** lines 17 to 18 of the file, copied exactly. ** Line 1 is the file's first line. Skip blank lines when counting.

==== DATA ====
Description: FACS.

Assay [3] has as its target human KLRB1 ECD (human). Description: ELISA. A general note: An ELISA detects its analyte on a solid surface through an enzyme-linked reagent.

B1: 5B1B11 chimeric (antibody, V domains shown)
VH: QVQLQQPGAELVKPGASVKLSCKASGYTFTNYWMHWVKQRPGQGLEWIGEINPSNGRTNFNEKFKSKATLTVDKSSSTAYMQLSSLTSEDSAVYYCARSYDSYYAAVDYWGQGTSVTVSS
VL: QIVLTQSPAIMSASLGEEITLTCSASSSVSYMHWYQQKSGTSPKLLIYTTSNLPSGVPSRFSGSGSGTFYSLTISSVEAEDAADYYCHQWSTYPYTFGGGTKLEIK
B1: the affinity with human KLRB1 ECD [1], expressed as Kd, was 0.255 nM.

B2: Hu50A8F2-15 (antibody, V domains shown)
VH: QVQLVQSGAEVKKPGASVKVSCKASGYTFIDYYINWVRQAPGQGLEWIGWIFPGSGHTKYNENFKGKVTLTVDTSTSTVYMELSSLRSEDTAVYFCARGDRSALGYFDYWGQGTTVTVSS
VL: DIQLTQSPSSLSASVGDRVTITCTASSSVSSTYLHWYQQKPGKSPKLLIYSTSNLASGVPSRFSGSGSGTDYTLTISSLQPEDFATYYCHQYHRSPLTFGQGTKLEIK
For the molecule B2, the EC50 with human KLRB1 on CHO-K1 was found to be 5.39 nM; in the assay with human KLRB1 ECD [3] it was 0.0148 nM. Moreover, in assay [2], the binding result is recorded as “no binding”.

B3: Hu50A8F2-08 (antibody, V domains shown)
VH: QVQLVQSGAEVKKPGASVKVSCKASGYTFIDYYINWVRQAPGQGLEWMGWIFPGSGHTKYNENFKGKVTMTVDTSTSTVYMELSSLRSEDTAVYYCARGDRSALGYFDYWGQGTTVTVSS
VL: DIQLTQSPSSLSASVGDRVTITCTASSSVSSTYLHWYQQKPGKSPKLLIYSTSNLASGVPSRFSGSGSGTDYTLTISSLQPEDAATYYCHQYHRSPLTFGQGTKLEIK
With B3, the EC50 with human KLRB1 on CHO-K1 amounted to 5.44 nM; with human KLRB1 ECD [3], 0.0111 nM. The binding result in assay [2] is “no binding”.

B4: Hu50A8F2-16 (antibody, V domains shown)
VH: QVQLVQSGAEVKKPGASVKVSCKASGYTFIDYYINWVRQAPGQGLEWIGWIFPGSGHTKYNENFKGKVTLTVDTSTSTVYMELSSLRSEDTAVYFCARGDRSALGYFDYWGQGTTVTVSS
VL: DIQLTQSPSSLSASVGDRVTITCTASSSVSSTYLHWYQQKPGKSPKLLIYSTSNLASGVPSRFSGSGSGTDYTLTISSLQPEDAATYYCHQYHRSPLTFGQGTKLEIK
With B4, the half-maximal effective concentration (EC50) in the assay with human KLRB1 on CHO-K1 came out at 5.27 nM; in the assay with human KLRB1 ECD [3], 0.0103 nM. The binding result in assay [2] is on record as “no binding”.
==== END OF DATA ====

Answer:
VL: DIQLTQSPSSLSASVGDRVTITCTASSSVSSTYLHWYQQKPGKSPKLLIYSTSNLASGVPSRFSGSGSGTDYTLTISSLQPEDAATYYCHQYHRSPLTFGQGTKLEIK
With B4, the half-maximal effective concentration (EC50) in the assay with human KLRB1 on CHO-K1 came out at 5.27 nM; in the assay with human KLRB1 ECD [3], 0.0103 nM. The binding result in assay [2] is on record as “no binding”.